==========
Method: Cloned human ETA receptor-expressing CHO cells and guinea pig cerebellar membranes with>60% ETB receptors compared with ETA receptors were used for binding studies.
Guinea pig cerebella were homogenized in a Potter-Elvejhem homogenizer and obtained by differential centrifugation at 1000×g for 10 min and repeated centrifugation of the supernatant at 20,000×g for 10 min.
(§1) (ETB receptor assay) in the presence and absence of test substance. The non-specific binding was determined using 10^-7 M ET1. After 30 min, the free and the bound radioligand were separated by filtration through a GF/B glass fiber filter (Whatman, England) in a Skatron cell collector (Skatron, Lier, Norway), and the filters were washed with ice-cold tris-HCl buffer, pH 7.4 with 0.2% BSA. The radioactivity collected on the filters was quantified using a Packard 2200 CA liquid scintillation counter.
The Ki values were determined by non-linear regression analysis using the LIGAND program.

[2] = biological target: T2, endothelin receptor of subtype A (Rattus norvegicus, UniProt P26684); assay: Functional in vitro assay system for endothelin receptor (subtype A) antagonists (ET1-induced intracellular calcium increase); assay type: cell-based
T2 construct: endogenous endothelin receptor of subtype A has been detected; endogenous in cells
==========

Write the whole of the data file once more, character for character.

Method: Cloned human ETA receptor-expressing CHO cells and guinea pig cerebellar membranes with>60% ETB receptors compared with ETA receptors were used for binding studies.
Guinea pig cerebella were homogenized in a Potter-Elvejhem homogenizer and obtained by differential centrifugation at 1000×g for 10 min and repeated centrifugation of the supernatant at 20,000×g for 10 min.
(§1) (ETB receptor assay) in the presence and absence of test substance. The non-specific binding was determined using 10^-7 M ET1. After 30 min, the free and the bound radioligand were separated by filtration through a GF/B glass fiber filter (Whatman, England) in a Skatron cell collector (Skatron, Lier, Norway), and the filters were washed with ice-cold tris-HCl buffer, pH 7.4 with 0.2% BSA. The radioactivity collected on the filters was quantified using a Packard 2200 CA liquid scintillation counter.
The Ki values were determined by non-linear regression analysis using the LIGAND program.

[2] = biological target: T2, endothelin receptor of subtype A (Rattus norvegicus, UniProt P26684); assay: Functional in vitro assay system for endothelin receptor (subtype A) antagonists (ET1-induced intracellular calcium increase); assay type: cell-based
T2 construct: endogenous endothelin receptor of subtype A has been detected; endogenous in cells